Can I borrow more money on an existing loan?

It’s possible to top up a loan, but you should consider how this will affect your finances before going ahead. For example, taking out more credit could mean you pay more interest overall. So, you need to weigh up the pros and cons to find the best option for you.

3 min read
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How does borrowing more work?

If you need extra funds, you could consider topping up an existing loan instead of taking out a second loan. To do this, you’d need to get in touch with your current provider, either online or over the phone.

By borrowing more on a current loan, you’re effectively refinancing it. This means the terms of your agreement will change. The new terms depend on the lender’s criteria and your individual circumstances, which may have changed since you applied for the original loan.

Advantages of borrowing more

The main benefit of borrowing more on your loan is getting a lump sum in your bank account when you need it.

1. Extra funds

You can use it for a range of purposes, such as home improvements or debt consolidation.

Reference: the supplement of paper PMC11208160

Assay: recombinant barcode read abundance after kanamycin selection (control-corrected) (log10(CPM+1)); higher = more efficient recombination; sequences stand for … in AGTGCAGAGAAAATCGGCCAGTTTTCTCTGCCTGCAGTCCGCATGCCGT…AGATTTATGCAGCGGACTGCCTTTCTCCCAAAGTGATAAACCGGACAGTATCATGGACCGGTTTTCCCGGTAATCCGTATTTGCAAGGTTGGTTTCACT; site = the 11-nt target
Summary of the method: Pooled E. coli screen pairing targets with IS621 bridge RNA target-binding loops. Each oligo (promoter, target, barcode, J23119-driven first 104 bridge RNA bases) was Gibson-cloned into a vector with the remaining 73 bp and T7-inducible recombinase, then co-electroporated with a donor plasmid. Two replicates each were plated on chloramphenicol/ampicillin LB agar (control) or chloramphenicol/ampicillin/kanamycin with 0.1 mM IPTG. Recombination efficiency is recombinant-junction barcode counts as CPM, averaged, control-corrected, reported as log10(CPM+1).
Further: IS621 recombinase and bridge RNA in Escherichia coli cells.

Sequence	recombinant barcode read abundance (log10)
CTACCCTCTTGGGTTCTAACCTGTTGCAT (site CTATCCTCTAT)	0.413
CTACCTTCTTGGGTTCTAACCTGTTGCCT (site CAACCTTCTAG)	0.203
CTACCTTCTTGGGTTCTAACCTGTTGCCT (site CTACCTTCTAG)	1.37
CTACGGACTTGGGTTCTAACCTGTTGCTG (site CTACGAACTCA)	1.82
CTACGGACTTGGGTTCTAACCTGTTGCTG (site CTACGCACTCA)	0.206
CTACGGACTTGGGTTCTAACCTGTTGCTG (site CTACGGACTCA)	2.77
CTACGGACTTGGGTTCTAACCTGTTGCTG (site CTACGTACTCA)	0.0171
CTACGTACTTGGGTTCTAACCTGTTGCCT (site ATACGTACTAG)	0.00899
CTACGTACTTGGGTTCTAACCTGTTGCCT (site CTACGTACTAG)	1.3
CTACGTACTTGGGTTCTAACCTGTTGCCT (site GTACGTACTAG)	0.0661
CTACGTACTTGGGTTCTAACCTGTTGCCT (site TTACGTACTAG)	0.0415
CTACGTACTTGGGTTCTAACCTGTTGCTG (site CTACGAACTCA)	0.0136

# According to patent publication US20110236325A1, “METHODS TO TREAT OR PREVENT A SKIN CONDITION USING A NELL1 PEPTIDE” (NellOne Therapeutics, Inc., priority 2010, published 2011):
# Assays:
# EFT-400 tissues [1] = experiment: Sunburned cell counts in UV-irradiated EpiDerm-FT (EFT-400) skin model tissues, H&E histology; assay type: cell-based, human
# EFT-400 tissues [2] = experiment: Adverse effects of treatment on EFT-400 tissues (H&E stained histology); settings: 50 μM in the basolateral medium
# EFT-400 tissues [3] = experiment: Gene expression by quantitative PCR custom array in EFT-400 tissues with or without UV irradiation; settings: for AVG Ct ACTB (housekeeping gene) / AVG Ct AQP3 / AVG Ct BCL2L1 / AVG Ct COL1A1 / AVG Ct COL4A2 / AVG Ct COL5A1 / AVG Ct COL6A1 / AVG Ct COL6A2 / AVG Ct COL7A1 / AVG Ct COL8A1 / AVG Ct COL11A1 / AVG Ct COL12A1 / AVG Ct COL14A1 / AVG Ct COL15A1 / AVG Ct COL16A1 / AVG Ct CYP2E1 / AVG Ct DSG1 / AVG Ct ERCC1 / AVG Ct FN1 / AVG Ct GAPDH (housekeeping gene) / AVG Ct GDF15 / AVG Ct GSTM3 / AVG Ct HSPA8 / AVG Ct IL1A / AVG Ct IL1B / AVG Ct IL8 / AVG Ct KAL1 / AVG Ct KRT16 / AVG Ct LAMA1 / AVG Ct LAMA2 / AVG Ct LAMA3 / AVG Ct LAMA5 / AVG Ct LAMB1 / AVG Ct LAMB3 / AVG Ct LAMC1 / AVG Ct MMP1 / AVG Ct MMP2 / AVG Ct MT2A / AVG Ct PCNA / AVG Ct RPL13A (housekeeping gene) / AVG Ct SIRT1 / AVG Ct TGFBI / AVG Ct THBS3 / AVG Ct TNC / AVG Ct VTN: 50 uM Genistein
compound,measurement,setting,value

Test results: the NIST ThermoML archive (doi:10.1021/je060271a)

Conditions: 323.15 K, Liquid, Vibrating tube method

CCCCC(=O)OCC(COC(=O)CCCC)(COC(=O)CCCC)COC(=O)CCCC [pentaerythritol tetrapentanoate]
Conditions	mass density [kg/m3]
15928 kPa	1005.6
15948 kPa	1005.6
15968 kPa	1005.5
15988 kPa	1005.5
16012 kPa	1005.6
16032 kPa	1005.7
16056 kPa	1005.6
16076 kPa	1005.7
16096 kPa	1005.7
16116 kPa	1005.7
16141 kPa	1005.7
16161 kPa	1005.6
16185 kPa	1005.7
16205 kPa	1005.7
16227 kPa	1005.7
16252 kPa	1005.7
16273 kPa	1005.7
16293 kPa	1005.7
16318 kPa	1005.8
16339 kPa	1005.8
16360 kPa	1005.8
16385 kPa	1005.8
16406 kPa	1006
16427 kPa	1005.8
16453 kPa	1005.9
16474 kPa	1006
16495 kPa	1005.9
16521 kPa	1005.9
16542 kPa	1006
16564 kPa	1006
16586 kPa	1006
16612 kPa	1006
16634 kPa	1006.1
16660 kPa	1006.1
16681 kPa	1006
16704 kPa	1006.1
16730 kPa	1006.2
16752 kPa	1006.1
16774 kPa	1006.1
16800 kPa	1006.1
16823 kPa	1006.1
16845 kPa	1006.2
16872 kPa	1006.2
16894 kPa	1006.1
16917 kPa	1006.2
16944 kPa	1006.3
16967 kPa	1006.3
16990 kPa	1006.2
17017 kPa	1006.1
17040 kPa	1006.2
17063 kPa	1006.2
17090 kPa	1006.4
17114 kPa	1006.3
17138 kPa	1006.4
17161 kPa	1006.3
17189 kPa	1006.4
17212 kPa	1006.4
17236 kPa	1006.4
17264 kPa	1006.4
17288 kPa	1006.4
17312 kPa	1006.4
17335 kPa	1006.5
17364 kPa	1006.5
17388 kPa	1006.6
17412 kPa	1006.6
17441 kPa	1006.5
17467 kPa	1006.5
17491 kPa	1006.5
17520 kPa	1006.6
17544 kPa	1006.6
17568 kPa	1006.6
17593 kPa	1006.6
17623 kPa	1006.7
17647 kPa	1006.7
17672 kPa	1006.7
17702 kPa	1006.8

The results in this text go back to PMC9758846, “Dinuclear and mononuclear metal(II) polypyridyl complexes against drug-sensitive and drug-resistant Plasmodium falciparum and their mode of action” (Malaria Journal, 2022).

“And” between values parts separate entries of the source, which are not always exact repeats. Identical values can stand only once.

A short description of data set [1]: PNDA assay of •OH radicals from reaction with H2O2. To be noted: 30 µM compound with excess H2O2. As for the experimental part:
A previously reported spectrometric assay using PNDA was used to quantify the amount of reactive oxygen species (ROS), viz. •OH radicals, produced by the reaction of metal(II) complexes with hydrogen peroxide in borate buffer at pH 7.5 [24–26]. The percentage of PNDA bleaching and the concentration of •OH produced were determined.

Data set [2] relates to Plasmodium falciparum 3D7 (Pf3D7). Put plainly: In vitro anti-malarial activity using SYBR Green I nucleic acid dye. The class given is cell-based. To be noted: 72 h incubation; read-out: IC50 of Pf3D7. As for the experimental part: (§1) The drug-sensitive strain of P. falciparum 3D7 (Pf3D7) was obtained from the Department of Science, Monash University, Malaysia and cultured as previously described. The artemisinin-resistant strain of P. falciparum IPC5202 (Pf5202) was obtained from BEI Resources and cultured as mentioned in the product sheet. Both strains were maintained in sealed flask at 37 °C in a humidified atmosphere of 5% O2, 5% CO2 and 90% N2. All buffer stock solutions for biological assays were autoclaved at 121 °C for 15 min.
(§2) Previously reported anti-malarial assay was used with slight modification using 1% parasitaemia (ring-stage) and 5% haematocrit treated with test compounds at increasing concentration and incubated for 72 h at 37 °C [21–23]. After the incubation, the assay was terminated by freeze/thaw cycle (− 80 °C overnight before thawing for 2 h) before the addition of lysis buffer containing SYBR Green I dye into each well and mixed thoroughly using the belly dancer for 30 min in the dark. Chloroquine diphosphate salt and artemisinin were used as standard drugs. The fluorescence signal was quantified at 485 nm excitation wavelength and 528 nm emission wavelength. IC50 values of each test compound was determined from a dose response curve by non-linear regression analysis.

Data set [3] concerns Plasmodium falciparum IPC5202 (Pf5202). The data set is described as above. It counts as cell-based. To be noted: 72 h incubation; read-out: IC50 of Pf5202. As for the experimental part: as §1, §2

2. Quick decision

Topping up a loan with your current provider should make the application process quick and easy, as they’ll already have a lot of your details pre-filled.

Most mainstream providers say they can give you a personalised quote and decision within minutes, either online or over the phone. The funds could be in your bank account anywhere from 15 minutes to the end of the following business day.

3. One monthly payment

Another benefit is that you’ll need to make only one monthly payment towards the overall balance. This could make budgeting easier. Whereas, if you took out a second loan, you’d need to juggle separate loan payments every month.

You could also use your loan to consolidate other debts, so it can help reduce the number of payments you are having to make each month.

4. Flexible terms